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RE: Humpty Dumpty

> > The application 'seuser' did not seem to be able to find the policy.conf
> > file. I found the .tcl file and hacked a bit on that, but tcl is not a
> > native language for me. (Today I found the
> /usr/share/setools/seuser.conf
> > file with the missing 'policy' in the policy.conf path)
> >
> I believe this has been fixed in the most recent setools update.

Yes - Dan Walsh incorporated the fix into setools-1.3-2. Also, we are going
to release 1.3.1 soon with this and another critical bug fixed.


Karl MacMillan
Tresys Technology
(410)290-1411 ext 134

> <snip>
> > ------
> >
> > Then I found an application 'System Settings -> Security Level'  With
> > this tool, I could turn my firewall on and also turn on something in
> > SELinux.  The SELinux button said 'Active'.  I clicked on it and
> > saw options 'Warn' and 'Disabled'.  Then I went back to the Firewall
> > settings and decided not to do anything there. Clicking the OK button at
> > the bottom
> > gave me a dialog box - something about 'do you want security to be on'.
> > Since I thought security was already on, I clicked on yes...
> >
> this SELinux feature of system-config-securitylevel has been taken out
> for the FC2 release. IMHO, it needs some work to differentiate between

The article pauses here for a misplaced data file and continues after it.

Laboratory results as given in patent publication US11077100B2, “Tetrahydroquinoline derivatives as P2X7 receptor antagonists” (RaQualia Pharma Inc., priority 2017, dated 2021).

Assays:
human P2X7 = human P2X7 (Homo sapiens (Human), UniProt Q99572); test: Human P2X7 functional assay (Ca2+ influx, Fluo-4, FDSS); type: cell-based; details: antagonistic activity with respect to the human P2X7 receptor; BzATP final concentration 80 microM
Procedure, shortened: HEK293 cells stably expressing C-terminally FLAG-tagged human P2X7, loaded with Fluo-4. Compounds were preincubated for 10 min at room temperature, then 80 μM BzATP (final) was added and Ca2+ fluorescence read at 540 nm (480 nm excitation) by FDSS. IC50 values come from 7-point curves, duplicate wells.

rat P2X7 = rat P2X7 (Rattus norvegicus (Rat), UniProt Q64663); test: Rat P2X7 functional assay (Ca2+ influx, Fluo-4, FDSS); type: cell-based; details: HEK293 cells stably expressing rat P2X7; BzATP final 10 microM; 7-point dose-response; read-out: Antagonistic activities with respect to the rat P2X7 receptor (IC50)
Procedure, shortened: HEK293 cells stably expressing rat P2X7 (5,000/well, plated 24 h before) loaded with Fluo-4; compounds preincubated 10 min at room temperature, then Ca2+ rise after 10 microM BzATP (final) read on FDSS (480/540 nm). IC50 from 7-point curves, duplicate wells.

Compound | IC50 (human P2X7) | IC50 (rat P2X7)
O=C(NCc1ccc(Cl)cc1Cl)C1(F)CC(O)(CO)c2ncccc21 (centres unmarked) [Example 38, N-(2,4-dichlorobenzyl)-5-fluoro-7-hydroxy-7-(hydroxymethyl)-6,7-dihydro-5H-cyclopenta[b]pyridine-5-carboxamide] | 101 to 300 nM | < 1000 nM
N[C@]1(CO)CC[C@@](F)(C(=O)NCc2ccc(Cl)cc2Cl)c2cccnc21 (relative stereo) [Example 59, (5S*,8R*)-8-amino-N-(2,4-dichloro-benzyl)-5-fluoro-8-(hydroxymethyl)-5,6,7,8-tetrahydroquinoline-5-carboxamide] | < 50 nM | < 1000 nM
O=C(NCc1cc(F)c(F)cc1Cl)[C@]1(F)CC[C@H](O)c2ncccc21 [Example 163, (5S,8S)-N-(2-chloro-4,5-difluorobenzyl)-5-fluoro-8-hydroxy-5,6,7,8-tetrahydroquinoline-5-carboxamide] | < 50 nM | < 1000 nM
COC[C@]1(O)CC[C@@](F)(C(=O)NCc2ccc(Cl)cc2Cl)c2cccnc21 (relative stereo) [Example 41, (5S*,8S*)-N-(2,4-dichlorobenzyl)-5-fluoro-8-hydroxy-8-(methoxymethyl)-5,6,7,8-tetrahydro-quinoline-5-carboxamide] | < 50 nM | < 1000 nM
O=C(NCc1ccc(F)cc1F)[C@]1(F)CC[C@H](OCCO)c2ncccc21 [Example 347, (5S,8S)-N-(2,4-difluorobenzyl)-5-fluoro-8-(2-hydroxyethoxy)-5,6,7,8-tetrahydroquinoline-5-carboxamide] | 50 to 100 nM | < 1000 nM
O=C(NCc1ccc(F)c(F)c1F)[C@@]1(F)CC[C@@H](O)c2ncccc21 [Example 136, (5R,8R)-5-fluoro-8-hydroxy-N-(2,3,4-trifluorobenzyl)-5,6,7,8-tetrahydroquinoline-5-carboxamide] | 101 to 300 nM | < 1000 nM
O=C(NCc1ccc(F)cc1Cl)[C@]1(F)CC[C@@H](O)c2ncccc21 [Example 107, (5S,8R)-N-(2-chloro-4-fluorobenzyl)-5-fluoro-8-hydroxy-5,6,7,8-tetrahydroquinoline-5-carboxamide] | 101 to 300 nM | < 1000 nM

> setting the current state of enforcing and setting the state for the
> next boot of the system.
> The init will still use /etc/sysconfig/selinux.
> <snip>
> > Fortunately, I had printed out some of the SELinux documentation
> > (printed out, not read as yet).  I noticed an email message from Hannes
> > Mayer saying to pass 'selinux=0' to grub at boot time.
> Careful here, kernel-2.6.5-1.349 has the selinux bootparam turned off
> ( I think they will reenable it) so be sure your /etc/sysconfig/selinux
>    is set correctly when using that kernel.
> >
> > This I did, and wonderfully my system booted up. It did not even have
> > the pesky extra error messages which I had noticed for awhile when
> > booting my running system - 'avc denied', etc.
> >
>   snip
> >
> > A lesser goal would be to dynamically set and (hopefully) unset the
> > enforcing parameter as mentioned later in Tom Mitchell's timely and very
> > helpful email message - and then see what problems develop -  in a
> > (hopefully) controlled environment.
> >
> getenforce and setenforce commands allow for dynamic changes of mode.
> > (I would like to creep up on the concept of SecurityEnabled with lots of
> > log messages, but not too many.. :-) )
> not quite "creep up on", Looks like you jumped right in. Welcome
> It looks like Stephen Smalley has answered your major questions in his
> reply.
> > The human path/process is important for newbie testers though.  Too many
> > rocks and the extra eyeballs get discouraged.
> There are several HOWTOs and FAQ around but you probably already knew
> that.
> Richard Hally
> --
> fedora-selinux-list mailing list
> fedora-selinux-list redhat com
> http://www.redhat.com/mailman/listinfo/fedora-selinux-list

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